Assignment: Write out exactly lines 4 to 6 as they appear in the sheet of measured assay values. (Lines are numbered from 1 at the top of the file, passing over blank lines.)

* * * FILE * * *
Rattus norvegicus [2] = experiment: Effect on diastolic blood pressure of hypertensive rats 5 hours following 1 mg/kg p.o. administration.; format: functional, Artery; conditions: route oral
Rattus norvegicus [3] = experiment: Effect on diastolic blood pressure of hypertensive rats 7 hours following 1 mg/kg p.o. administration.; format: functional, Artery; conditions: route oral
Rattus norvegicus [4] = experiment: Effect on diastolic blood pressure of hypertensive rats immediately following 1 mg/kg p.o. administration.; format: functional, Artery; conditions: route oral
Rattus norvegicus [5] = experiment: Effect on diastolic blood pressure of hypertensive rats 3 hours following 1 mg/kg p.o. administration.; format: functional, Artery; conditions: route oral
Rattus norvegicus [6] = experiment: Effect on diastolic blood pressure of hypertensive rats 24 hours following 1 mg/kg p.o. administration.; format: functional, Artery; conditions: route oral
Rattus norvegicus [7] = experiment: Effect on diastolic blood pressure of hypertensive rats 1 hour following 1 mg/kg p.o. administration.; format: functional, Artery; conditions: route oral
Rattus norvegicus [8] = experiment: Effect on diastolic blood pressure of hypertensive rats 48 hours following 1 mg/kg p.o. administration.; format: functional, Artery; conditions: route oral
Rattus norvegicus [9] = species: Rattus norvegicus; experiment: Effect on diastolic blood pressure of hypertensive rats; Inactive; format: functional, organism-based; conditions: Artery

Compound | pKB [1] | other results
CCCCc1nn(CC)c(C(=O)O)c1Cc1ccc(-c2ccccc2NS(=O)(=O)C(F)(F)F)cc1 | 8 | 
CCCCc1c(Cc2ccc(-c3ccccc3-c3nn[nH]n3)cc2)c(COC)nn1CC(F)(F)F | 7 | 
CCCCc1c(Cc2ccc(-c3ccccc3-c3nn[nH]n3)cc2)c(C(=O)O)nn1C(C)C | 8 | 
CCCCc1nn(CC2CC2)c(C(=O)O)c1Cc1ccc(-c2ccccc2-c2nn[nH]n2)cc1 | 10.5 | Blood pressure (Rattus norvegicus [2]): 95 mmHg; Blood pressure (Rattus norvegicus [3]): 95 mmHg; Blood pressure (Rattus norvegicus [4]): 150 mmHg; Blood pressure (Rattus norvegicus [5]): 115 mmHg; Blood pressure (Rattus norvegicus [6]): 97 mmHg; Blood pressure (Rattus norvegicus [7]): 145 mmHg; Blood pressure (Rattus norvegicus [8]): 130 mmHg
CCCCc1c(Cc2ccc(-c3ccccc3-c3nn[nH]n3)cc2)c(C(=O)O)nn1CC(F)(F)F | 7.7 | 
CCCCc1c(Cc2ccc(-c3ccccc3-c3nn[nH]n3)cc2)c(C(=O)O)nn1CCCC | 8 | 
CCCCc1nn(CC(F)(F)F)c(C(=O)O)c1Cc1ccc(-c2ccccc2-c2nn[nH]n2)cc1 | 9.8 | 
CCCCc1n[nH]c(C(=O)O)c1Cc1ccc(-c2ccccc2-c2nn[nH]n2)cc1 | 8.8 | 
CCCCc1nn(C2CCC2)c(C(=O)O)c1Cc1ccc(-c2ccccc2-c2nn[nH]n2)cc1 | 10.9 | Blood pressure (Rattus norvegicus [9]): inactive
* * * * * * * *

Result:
Rattus norvegicus [5] = experiment: Effect on diastolic blood pressure of hypertensive rats 3 hours following 1 mg/kg p.o. administration.; format: functional, Artery; conditions: route oral
Rattus norvegicus [6] = experiment: Effect on diastolic blood pressure of hypertensive rats 24 hours following 1 mg/kg p.o. administration.; format: functional, Artery; conditions: route oral
Rattus norvegicus [7] = experiment: Effect on diastolic blood pressure of hypertensive rats 1 hour following 1 mg/kg p.o. administration.; format: functional, Artery; conditions: route oral